The Israeli spy agency Massoud, reportedly charged five Iran-backed African nationals with planning to conduct terrorist attacks targeting Israeli tourists and businesspeople in several African nations, Breitbart reported Monday.
According to the report, the five men, with African passports, were recruited by the Iranian Islamic Revolutionary Guard's top unit, Quds Force, and underwent training in Lebanon before being sent to Africa under the guise of being a religious group.
From there, the men are suspected of plotting attacks against Israeli tourists and businesspeople in Senegal, Tanzania and Ghana, the news organization reported based on an Israeli television news story.
Iran called the allegations ''baseless,'' denying the report.
It is not the first time such plans have been thwarted.
The New York Times reported in February that U.S. and Israeli officials said they had arrested 15 people in Ethiopia who planned to carry out Iranian-planned terrorist attacks against diplomats from the United Arab Emirates.
According to the Times, Ethiopian officials uncovered the cell of 15 people as well as a cache of weapons and explosives that were to be used for attacks in that country's capital, Addis Ababa.
The arrest of a 16th suspect, Ahmed Ismail, provided authorities with a link to Iran, which allegedly operated the cell and activated it to spy on the embassies of the United States and Israel.
The planned attacks were to be revenge for the death of Iran's top nuclear scientist, Mohsen Fakhrizadeh, who was killed last November by Israel, and the U.S. drone killing of Iranian Maj. Gen. Qassim Suleimani in Iraq in July 2020.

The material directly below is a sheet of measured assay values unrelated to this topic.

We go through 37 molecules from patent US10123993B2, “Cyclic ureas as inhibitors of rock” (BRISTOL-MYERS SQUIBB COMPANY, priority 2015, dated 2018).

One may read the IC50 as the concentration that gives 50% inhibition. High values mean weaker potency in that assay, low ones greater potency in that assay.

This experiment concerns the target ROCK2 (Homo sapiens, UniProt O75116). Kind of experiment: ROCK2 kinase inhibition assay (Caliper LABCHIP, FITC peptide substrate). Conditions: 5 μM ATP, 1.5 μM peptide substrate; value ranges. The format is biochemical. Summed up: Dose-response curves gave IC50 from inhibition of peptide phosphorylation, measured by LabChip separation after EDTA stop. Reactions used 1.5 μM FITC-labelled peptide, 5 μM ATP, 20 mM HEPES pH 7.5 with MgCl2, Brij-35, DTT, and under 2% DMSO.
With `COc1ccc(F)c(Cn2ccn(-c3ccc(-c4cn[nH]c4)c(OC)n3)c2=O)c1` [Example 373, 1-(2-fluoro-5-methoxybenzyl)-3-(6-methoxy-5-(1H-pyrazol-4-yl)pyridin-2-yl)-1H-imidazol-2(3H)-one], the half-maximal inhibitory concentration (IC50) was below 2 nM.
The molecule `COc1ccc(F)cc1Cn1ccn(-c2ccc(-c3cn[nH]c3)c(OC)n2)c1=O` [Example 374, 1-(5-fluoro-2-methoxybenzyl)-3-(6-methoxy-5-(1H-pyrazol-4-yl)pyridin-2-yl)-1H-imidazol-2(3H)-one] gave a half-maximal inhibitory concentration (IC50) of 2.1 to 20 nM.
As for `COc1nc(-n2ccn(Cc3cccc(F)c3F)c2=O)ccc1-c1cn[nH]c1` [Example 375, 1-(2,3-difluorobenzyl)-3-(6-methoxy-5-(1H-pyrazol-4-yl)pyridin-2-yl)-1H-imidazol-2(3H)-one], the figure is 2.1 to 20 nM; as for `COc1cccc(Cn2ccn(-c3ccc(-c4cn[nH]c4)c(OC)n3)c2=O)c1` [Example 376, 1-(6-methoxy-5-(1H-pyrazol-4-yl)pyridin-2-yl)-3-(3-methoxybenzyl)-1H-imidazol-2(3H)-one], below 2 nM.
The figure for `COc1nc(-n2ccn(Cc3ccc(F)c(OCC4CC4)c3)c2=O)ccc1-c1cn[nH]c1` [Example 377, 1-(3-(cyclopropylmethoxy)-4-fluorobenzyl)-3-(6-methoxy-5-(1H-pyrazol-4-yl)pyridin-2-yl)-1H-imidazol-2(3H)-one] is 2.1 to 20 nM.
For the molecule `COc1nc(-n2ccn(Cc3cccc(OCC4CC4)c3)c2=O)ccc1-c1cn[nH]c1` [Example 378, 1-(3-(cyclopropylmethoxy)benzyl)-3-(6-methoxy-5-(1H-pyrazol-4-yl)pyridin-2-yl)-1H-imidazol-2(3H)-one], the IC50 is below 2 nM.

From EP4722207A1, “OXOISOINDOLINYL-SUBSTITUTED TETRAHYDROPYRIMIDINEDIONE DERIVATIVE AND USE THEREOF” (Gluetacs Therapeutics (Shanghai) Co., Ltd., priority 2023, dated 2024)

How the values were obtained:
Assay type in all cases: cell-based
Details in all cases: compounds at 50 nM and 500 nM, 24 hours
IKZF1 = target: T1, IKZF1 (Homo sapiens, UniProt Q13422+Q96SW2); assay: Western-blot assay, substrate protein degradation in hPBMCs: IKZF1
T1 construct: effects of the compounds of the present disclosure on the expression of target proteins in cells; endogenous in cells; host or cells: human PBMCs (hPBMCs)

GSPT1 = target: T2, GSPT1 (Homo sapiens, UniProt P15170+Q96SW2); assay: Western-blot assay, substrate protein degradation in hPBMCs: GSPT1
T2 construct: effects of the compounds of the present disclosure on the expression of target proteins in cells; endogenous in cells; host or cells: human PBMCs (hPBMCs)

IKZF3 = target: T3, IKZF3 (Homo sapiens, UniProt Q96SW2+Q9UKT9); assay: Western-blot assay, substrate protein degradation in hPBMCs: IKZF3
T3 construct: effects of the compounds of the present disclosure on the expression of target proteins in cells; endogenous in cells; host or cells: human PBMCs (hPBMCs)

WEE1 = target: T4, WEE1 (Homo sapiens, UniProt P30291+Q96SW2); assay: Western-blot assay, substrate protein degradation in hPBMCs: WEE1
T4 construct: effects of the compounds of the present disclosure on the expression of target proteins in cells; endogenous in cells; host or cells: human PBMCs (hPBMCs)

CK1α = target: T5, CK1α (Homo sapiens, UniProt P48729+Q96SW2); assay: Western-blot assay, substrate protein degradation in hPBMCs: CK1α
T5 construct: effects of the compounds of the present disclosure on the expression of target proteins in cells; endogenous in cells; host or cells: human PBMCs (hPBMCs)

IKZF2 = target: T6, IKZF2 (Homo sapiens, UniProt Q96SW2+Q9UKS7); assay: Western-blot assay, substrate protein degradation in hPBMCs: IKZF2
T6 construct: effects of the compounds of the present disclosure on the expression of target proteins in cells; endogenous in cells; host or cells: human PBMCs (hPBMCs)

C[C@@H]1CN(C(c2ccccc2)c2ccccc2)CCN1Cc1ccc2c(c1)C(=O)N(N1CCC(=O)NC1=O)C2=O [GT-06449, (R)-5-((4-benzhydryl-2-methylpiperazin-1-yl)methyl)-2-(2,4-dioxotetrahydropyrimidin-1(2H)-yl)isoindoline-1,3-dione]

Ismail, who was arrested in Sweden, was the ''mastermind'' of the cell and its purported plots, U.S. Navy Rear Adm. Heidi Berg, director of intelligence at the Pentagon's Africa Command, told the Times.
''Ethiopia and Sweden collaborated on the disruption to the plot,'' Admiral Berg said in a statement to the paper.
Iran also called that plot ''baseless'' and denied the cell's existence.
Earlier this month, Israeli officials said they had foiled an attempt by Iran to assassinate Israeli businessman Teddy Sagi in Cyprus.
Sagi, who is the founder of the gambling software company Playtech, reportedly fled Cyprus after being warned about the plot by Cypriot authorities, a Breitbart story from October reported.
''As was publicized recently, an Iranian attack against Israeli targets in Cyprus was foiled,'' said Israeli Defense Minister Benny Gantz, as quoted by the Times of Israel. ''Iran continues to be a global and regional threat, as well as a challenge to Israel, and we will continue to operate in order to protect our citizens and the State of Israel anywhere from any threat.''
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